A necessary step for some, “a witch hunt” for others: the historic impeachment of Donald Trump sheds new light on the deep partisan divisions in the United States.
The judicial escalation has placed the former Republican president (2017-2021) on the news and political table, a leader who has highlighted and amplified the polarization of the country.
Since the first announcements of his indictment by the New York judicial system in an infamous case, Republican lawmakers have been quick to denounce him on the Twitter network a “political persecution” deeming it “an absolute scandal” and “a sad day for America”.
Lawmakers bent their statements in the media and networks around the presidential candidate, erected into a kind of martyr.
Even his co-religionist Ron DeSantis, governor of Florida who is flirting with the presidential candidacy in 2024 and seen as the tycoon’s main rival, came in support of Trump, calling the accusation “contrary to American values”.
On the Democratic side, they were content to timidly receive the announcement saying so “No one is above the law.”
One of the few to remain silent on the matter is the US president, the Democrat Joe Biden, who has not officially launched his campaign but knows that any comment could fuel the thesis of the Republican tycoon who considers him a victim of a political use of justice.
“Today I havePublic opinion sees everything through the prism of political divisionssaid Wendy Schiller, professor of political science at Brown University.
Thursday night, as progressives made fun of the “Trumpists’ Tears”a group of supporters of the former president traveled to his luxurious residence in Mar-a-Lago, Florida, to express their support.
Several flags flown reading “Biden is not my president” and “Trump won,” another reminder that more than two years after the billionaire lost the 2020 election, a part of American society remains convinced that the Democrats stole the presidential election.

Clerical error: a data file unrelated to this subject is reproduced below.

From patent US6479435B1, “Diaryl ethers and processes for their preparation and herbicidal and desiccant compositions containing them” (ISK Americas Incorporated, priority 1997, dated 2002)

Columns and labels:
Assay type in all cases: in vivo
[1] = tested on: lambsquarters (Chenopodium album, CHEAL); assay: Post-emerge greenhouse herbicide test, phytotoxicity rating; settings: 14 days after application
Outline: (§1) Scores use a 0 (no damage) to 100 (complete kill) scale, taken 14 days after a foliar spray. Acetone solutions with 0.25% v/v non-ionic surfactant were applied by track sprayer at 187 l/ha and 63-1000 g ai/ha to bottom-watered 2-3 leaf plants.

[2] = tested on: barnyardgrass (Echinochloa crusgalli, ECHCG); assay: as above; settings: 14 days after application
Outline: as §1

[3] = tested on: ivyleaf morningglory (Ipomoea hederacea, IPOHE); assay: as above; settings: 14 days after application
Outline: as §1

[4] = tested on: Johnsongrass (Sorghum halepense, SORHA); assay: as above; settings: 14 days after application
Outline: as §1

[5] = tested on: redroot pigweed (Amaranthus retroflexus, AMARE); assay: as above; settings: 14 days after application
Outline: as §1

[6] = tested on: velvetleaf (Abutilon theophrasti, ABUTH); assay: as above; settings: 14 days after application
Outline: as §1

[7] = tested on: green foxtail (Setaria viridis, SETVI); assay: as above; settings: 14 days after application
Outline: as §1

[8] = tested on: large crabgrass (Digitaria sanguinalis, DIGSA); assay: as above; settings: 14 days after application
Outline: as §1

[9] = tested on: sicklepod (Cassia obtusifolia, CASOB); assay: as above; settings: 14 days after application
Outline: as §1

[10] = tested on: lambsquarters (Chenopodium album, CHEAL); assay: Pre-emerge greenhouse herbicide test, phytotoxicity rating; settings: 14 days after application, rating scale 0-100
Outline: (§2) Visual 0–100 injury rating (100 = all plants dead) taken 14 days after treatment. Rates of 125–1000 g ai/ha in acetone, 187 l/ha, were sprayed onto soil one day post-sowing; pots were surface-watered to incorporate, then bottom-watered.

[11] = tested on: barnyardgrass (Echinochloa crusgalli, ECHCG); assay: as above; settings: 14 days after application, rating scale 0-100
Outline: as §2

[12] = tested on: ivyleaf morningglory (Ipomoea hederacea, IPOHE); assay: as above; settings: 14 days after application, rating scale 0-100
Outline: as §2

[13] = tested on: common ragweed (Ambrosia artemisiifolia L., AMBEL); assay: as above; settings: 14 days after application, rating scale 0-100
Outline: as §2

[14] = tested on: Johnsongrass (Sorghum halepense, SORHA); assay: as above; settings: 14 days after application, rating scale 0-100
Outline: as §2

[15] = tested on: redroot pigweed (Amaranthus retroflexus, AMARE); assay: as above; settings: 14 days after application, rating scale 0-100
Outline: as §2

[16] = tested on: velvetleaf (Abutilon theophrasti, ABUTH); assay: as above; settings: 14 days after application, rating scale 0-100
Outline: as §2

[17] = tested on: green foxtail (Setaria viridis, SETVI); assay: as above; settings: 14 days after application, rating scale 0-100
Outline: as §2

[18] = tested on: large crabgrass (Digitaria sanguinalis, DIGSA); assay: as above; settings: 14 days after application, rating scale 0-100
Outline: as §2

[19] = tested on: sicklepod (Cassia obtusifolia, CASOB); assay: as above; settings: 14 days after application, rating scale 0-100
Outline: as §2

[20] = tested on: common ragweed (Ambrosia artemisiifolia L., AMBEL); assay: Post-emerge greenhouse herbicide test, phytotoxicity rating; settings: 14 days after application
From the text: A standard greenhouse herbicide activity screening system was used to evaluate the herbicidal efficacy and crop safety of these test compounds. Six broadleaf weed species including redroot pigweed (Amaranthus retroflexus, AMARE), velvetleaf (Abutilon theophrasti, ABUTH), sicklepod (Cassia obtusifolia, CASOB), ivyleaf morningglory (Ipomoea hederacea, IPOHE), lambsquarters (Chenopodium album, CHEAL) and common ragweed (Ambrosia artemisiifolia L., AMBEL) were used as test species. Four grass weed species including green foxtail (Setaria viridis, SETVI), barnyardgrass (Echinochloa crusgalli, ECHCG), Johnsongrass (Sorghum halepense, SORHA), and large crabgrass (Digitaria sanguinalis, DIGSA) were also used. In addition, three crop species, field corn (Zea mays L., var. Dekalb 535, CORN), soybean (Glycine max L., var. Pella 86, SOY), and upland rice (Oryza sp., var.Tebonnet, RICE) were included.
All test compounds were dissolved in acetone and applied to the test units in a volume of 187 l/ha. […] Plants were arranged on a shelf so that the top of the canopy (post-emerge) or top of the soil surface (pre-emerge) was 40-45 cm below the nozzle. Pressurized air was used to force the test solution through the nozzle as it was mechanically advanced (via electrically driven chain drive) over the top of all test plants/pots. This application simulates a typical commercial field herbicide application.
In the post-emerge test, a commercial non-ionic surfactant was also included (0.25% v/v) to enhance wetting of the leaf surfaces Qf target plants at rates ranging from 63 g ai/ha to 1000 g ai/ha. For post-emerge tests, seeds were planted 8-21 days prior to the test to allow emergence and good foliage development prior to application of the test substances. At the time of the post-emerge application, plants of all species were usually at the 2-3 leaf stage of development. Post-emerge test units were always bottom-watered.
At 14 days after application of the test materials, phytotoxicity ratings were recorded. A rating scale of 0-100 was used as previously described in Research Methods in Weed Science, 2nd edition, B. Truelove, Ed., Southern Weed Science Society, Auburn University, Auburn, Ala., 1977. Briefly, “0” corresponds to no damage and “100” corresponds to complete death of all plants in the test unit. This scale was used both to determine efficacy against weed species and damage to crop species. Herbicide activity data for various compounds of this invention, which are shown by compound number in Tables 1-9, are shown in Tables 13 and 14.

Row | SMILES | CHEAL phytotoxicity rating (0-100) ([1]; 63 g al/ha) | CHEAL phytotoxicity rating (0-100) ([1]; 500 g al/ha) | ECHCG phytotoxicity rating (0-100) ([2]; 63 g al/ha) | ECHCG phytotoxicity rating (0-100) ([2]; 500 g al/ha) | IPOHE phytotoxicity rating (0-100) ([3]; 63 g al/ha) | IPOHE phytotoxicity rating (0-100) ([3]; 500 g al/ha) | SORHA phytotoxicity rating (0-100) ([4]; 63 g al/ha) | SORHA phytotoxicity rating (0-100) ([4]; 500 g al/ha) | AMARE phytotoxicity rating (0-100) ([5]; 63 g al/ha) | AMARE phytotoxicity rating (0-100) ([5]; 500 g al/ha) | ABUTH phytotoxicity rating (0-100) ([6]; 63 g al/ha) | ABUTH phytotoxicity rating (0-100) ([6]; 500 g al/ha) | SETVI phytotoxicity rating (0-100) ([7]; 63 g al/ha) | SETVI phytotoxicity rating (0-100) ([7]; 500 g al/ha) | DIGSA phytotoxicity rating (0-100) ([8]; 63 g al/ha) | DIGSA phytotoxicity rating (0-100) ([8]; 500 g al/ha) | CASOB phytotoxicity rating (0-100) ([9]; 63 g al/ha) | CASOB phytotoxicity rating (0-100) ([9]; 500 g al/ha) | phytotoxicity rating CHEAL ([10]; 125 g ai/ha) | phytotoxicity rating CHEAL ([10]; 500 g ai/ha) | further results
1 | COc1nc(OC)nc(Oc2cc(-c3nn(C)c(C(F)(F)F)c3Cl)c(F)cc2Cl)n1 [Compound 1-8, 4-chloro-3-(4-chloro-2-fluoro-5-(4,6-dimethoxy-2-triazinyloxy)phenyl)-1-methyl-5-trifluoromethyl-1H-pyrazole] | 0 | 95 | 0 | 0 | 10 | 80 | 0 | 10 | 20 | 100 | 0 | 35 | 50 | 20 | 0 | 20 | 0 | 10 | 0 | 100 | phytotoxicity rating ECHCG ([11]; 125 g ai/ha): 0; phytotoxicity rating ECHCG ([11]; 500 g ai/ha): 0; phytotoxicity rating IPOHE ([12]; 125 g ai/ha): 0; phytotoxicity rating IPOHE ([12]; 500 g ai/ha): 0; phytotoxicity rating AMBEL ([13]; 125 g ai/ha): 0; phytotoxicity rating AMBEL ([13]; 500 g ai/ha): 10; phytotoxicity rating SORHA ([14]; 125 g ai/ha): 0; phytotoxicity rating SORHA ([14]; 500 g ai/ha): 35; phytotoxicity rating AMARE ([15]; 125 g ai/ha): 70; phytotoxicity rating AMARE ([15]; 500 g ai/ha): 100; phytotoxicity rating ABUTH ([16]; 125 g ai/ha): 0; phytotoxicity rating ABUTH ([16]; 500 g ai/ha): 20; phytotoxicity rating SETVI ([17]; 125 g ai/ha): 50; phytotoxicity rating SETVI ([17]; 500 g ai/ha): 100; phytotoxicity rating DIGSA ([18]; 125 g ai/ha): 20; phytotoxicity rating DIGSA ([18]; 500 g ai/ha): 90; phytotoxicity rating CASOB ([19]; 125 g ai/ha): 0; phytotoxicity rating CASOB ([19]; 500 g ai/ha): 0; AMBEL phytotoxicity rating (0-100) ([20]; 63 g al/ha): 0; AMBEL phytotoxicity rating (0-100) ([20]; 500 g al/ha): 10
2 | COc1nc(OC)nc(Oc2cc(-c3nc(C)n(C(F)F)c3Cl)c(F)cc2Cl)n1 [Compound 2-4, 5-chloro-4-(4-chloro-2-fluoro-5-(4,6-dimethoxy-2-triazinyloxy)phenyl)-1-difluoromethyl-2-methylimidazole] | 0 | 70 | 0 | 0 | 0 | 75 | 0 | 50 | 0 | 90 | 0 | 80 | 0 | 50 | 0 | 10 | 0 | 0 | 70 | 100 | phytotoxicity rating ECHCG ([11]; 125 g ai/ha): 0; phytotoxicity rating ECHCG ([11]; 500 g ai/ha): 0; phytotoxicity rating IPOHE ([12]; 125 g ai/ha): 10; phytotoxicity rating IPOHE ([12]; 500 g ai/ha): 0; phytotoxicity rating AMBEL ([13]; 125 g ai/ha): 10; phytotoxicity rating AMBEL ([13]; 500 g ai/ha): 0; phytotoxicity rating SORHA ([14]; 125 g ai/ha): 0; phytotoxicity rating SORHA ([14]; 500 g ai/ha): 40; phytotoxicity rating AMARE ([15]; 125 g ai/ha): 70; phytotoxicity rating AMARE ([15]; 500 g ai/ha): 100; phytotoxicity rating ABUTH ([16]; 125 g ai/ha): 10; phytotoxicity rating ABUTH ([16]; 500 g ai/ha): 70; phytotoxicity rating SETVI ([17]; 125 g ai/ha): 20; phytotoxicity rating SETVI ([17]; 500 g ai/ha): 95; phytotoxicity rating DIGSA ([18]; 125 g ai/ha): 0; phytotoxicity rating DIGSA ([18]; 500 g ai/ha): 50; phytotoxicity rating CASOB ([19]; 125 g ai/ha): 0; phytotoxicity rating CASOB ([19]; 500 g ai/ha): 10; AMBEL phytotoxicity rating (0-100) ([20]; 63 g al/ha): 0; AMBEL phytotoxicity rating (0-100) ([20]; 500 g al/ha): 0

Trump stoked the flames from his Truth Social network, accusing Democrats of being “the enemies of the working men and women of this country”.
“It’s not me they’re targeting, it’s you, they’re just in their way,” she wrote.
Those words feed the ghosts around a “national divorce”supported by some members of the far right, such as Congresswoman Marjorie Taylor Greene.
In some American homes, entire sections of the news — gender issues, abortion or democracy — have become taboo.
The issue of gun sales and possession even sparked bitter crosses between progressives and conservatives in the halls of Congress this week, following a tragic shooting at a Tennessee school.
However, some experts relativize the idea of the extreme division of the current United States.
From the Civil War (1861-1865) to the struggles for civil rights and the Vietnam War (1955-1975), American society at times it was much more fractured and segregated from the current one, they argue.
The difference: “We are a more diverse and politically engaged country than ever before,” according to Wendy Schiller. “More voices speaking out can mean this exchanges become louder and more aggressive”assessed the political scientist.
“But it’s not realistic to compare this to the situation 50 years ago when so many people were silenced,” he said.
While Trump’s impeachment appears to dig deeper into the trenches, it is mostly a “political gift to campaign managers and strategists of the two major parties” ahead of the 2024 election, polarization expert Robert Talisse told AFP politics at Vanderbilt University.
“The prosecution gives both sides an opportunity to do so arouse outrage among citizenss” of both lines, he considered.
Several GOP figures, including Trump himself, have rushed to launch fundraising efforts to fight a “politically motivated impeachment.”
And on Friday, the mogul announced he’d raised more than $4 million in less than 24 hours for his 2024 campaign.
Mary Ortiz is a seasoned journalist with a passion for world events. As a writer for News Rebeat, she brings a fresh perspective to the latest global happenings and provides in-depth coverage that offers a deeper understanding of the world around us.